No, it’s not naughty…although our motto is “Show me your nitties.” It has nothing to do with a hobby, or craft. It’s not like Costco—although it is exclusive and has limited membership. No photo ID required.
It began on a dark and stormy night…oh, no, not that. But it did begin years and years ago, when three unknown and unpublished writers were honing their craft in isolation. And then [hallelujah chorus here] they found one another on the Internet…back in the day when only the oddly-fascinated-with-technology had Internet friends. Actually, only two of us, Karen White and I, met in an Internet writers’ group. Karen and Wendy Wax met through a writer’s organization in the real world, so I guess you could say Wendy and Karen’s origins were more normal for the times—oh those long years ago.
Karen and I critiqued via the Internet for a year before we actually met in person and dispelled our families worries that we were each talking to some strange dude in his mother’s basement and not a bonafide lady writer. Actually, I figured that if it was some odd dude in his mother’s basement, he was a heck of a writer and I was sticking with him as a critique partner.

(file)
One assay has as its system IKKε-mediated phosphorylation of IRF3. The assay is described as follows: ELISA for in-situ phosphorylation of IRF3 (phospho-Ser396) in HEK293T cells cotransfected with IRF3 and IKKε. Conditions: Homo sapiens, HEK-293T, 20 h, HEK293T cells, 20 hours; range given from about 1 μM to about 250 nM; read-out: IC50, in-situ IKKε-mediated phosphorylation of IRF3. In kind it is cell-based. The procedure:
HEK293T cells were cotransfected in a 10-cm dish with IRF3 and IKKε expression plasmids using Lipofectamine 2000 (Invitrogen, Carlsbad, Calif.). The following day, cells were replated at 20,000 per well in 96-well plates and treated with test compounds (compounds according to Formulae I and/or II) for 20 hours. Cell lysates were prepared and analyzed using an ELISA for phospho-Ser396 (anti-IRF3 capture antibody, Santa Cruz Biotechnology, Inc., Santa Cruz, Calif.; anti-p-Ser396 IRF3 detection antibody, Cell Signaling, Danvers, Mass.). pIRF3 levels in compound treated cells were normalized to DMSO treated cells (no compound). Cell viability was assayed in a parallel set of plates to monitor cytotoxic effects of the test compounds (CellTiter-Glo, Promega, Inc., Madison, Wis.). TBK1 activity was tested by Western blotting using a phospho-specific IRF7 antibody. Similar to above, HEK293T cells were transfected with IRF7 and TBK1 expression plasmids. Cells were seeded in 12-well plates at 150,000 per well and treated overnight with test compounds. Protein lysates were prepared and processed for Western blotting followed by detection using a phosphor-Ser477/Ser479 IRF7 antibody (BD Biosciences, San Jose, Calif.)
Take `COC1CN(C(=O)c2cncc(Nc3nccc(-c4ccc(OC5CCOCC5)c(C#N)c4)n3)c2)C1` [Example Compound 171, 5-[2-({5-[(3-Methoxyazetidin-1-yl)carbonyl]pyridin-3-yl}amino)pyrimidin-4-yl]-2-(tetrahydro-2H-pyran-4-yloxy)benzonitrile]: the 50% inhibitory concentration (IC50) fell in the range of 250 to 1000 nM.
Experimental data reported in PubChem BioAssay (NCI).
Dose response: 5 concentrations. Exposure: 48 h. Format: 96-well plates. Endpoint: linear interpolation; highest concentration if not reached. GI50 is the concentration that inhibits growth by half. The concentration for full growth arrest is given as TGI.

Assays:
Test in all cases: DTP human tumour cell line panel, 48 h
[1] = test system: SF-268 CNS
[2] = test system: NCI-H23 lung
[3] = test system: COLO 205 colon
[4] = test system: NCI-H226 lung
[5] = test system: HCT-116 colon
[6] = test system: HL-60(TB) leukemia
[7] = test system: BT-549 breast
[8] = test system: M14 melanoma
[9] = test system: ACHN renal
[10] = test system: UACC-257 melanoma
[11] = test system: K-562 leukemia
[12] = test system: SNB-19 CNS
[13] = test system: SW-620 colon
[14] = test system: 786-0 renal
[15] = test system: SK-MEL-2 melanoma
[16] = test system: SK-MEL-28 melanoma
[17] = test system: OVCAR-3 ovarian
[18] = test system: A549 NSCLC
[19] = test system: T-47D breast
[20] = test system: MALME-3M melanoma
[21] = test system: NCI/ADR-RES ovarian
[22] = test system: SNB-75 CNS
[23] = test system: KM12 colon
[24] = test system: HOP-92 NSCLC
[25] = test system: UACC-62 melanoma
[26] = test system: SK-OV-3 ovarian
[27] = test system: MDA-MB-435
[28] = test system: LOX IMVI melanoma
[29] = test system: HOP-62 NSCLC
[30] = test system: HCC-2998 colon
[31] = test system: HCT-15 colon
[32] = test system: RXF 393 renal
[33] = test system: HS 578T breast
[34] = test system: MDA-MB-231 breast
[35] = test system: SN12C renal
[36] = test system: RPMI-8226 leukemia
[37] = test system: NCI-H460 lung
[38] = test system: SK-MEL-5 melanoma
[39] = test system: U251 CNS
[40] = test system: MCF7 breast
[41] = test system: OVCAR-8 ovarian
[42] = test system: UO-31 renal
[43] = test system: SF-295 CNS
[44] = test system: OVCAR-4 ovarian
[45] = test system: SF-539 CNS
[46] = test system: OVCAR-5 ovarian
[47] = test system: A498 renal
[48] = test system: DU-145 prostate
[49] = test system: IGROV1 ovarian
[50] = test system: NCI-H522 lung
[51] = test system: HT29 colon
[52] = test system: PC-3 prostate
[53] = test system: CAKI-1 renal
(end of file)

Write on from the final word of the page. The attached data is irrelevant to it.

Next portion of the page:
Karen was the bridge that brought the three of us together.
We go on retreat. We brainstorm. We share insight. We vent. We offer suggestions. We talk one another off the literary ledge.
It was a kinder and gentler process in the beginning, centered entirely around the compliment sandwich. “I really liked ABC, but I felt you could have expanded on DEF, gone deeper in GHI, and I loved what you did with JKL.” It really took a lot of typing. As time progressed, and the published books accumulated, this was streamlined. “Where’s the motivation?” “I just can’t see this character doing this—like ever.” “Shouldn’t we see this in action?” “Not so fast, Norma! Did you really think I wouldn’t notice you glossed over this?” Yes, we still compliment the gems…but with an emoticon smilie face. No need to waste words.
And then there are the nitties. Not major character issues. Not plot problems. Not the big things that need to be discussed in an email and worked out. But all of those little things we note in “track changes.” The tiny things that must be addressed: typos, grammar, incoherent sentences, wrong character name—yeah, it happens. The phrase “nitties on the pages” usually concludes every email.
And so, The Nittie Club.
Although I feel we’ve enhanced one another’s work, the most valuable thing we share is a great bond of friendship. No nitties on those pages.
Oh, yeah, there’s a secondary function of the Nittie Club. Writing a novel is a long, emotional haul. Sometimes we need a cheerleader. Sometimes we need a gentle nudge. And sometimes we need a muse with a gun (as depicted on the back of our club t-shirts).
Yeah, we’re all that and more.